Part of the point of Screw is to tell a prison drama from a different perspective. After a number of television series focused on the lives of prisoners – from Orange is the New Black to Wentworth to Oz – Screw is an effort to flip the script and place prison officers at the centre of a drama.
Creator and executive producer Rob Williams, who also serves as lead writer on Screw, spent a number of years working as an art teacher in prison, and has continued volunteering in prisons since becoming a writer. Screw is, obviously, drawn from that experience; Williams has suggested that prison officers are “public servants, yet they’ve never really had their own TV show in the way that paramedics, firefighters and police have”, with Screw an attempt to redress that balance.
At times, that proves something of an uncomfortable framing. It’s hard not to feel like, in the opening episodes at least, the prisoners blend into the background a little, an abstract mass of people who are somewhere between irritants, obstacles, and oddities only. That’s one thing dealing with patients in a hospital drama, for example, but it feels like quite another to turn the lens away from the prisoners in a prison drama, the carceral state reduced almost to a background detail. Screw comes at an interesting point, actually, because now is probably quite a good time for a new prisoner focused drama – given that audiences are likely to be more intuitively sympathetic to the experience of being locked away, and given how prisoners were consistently neglected through the pandemic. There’s a sense maybe that Screw might’ve just missed its moment.
Equally, it’s difficult to get a full sense of the series from just its opening two episodes. It begins with the standard refrain that “prisons aren’t full of bad people, they’re just full of people who have done bad things”, which is a fairly uncomplicated starting point, though across its second episode begins to broach the idea that prison is a fundamentally punitive rather than rehabilitative system. There, Screw starts to feel interesting, and you start to get the sense that pushing the prisoners offstage might be a structural choice that can pay dividends – all the better to point out how dehumanising that system can be – though it’s difficult to tell if they’re going to be able to stick the landing.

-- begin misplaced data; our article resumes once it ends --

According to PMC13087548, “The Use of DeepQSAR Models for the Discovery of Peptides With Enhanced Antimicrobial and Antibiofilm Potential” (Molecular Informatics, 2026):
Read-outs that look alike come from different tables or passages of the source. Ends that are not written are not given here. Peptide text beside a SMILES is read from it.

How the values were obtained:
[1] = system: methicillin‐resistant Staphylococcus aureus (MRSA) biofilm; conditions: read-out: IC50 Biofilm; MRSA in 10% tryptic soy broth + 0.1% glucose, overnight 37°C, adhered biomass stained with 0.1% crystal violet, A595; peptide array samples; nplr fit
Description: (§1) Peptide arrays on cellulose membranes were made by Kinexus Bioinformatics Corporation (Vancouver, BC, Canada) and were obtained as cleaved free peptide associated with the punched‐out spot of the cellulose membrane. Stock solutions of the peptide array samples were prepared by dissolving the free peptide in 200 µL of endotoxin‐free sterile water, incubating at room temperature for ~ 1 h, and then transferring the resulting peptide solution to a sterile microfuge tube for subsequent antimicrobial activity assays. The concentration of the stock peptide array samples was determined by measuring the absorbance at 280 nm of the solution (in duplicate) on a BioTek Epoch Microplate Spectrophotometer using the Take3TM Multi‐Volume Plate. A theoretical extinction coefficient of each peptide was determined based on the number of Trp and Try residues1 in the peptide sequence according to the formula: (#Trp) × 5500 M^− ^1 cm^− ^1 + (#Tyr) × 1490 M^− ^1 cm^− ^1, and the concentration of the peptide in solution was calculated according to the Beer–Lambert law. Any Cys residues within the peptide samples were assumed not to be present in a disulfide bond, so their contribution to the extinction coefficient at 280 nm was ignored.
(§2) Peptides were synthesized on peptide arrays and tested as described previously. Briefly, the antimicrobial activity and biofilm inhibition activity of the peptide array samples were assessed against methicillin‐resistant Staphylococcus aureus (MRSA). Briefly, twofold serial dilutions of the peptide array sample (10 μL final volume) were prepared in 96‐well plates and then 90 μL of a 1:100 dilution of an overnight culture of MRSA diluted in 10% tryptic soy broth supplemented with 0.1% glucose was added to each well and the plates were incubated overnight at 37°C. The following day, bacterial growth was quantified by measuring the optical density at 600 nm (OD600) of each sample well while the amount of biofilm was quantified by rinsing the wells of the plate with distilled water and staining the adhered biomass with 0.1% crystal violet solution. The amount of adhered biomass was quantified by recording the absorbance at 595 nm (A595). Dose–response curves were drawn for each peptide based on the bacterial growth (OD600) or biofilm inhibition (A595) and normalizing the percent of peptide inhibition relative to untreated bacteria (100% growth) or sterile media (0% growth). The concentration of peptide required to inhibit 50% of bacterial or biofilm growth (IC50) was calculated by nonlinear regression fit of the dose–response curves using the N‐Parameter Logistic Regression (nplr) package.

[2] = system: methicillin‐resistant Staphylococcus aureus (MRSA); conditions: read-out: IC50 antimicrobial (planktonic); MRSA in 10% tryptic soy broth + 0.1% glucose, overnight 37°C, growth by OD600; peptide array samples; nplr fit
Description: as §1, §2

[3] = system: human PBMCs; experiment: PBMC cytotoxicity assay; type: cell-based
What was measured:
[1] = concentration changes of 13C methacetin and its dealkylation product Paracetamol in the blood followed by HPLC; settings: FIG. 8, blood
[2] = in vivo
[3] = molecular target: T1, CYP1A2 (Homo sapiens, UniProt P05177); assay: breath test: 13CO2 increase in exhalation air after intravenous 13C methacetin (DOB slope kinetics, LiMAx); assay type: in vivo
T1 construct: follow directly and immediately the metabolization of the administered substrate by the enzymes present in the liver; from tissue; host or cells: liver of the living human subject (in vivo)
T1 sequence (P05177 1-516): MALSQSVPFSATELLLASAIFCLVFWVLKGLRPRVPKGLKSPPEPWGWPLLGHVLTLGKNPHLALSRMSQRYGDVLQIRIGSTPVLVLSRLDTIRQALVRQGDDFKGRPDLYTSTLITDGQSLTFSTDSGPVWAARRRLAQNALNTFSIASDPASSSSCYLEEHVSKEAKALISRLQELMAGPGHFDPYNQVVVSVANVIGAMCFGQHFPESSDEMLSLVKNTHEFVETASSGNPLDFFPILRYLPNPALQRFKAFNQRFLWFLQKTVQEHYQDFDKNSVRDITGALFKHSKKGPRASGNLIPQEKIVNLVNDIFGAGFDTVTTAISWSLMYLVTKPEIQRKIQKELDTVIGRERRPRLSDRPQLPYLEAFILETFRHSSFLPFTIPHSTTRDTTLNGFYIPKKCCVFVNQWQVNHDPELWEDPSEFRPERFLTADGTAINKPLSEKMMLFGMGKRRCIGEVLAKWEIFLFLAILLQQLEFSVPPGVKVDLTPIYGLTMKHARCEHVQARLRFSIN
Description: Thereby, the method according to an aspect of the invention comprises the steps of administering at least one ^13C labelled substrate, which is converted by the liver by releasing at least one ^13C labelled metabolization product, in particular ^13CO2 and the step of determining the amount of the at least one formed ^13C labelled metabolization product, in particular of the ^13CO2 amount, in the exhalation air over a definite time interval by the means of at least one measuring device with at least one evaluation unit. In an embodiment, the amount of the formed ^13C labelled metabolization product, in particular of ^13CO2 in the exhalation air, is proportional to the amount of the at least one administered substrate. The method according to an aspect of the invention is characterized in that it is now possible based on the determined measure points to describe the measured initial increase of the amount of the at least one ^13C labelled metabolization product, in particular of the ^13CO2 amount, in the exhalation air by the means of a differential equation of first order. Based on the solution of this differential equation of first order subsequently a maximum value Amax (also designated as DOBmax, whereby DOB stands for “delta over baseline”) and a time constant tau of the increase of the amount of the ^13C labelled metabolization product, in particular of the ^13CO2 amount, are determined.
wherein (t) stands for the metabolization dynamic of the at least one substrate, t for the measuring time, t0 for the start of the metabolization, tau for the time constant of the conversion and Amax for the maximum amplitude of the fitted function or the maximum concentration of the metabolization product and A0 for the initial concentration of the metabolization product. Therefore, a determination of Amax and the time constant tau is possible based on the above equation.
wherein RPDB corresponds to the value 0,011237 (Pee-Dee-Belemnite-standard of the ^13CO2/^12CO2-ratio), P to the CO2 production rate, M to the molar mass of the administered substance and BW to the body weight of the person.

Is it worth watching otherwise? Up to a point. At times Screw feels broad and a little underwritten – for all that it’s meant to focus on the prison officers, there’s a sense that several of these characters are written with a very particular narrative function in mind that they never quite move beyond. That’s the comic relief officer, that’s the officer that says horrible things to the prisoners so the others can disapprove, so on and so forth – most of Screw’s ensemble feels lightly-sketched at best.
Where it really works, though, is in its two lead performances. Nina Sosanya has long-been one of the most reliable character actors on television, prolific in that “oh, it’s her, from that thing, she’s in everything, she’s so good, what’s her name again” kind of way, and Screw puts her centre-stage. As supervising prison officer Leigh Henry, Sosanya gives a very careful, very controlled performance; there’s an interesting ambiguity to her character, most obviously frustrated by her environment, and most obviously willing to blur the lines as well. By some margin, Leigh is the most interesting aspect of Screw – in part because she gets the most interesting material, but also because Nina Sosanya is so good in the role.
Meanwhile, Jamie-Lee O’Donnell also impresses as probationary officer Rose Gill, a barely-trained twenty-something who arrives at Long Marsh Prison in Screw’s first episode. O’Donnell projects an uncertain bravado as Gill, flitting from frustration to self-doubt to moments of confidence nicely. A lot of the interest in Screw has come from curiosity about how the Derry Girls star will fare in one of her first mainstream dramatic roles; it doesn’t take long to see that O’Donnell is very good in this role.
Beyond that, Screw often is quite funny (even if there’s maybe one too many jokes at the prisoners’ expense) – probably closer to a drama-with-jokes than the comedy-drama its been described as, but still, it has an appreciable sense of levity that makes it a more enjoyable watch. There’s also a lot of intrigue around Sosanya and O’Donnell’s characters, gesturing at wider plots for both; the third episode in particular promises a turning point for the six-part drama (its length itself a vote of confidence, given Channel 4 has largely moved towards four-part miniseries only).
On that basis, at least, it seems worth checking out the first episode – if Screw can stick the landing, it might well turn out to be something great.
Screw begins on Channel 4 on January 6 at 9pm, and will also be available as a box set on All4. I’ve seen the first two episodes before writing this review.
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